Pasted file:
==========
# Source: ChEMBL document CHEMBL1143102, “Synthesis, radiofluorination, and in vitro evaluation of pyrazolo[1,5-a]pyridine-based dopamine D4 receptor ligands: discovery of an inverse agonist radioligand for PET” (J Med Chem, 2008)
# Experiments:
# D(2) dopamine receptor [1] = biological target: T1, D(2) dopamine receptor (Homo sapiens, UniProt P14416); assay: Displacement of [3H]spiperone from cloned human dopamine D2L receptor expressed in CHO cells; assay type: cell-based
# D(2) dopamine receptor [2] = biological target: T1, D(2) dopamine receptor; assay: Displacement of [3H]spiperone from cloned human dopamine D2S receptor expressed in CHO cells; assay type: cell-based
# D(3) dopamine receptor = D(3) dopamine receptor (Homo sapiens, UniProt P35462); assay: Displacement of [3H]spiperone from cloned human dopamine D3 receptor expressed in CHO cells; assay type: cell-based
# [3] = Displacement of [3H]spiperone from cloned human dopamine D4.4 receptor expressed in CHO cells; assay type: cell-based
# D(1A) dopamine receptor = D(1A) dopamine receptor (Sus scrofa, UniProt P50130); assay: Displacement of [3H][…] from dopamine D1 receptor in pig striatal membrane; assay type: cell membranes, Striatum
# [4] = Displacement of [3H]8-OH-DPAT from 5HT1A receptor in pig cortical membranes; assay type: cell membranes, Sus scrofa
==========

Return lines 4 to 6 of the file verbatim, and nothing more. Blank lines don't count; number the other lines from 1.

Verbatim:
# D(2) dopamine receptor [2] = biological target: T1, D(2) dopamine receptor; assay: Displacement of [3H]spiperone from cloned human dopamine D2S receptor expressed in CHO cells; assay type: cell-based
# D(3) dopamine receptor = D(3) dopamine receptor (Homo sapiens, UniProt P35462); assay: Displacement of [3H]spiperone from cloned human dopamine D3 receptor expressed in CHO cells; assay type: cell-based
# [3] = Displacement of [3H]spiperone from cloned human dopamine D4.4 receptor expressed in CHO cells; assay type: cell-based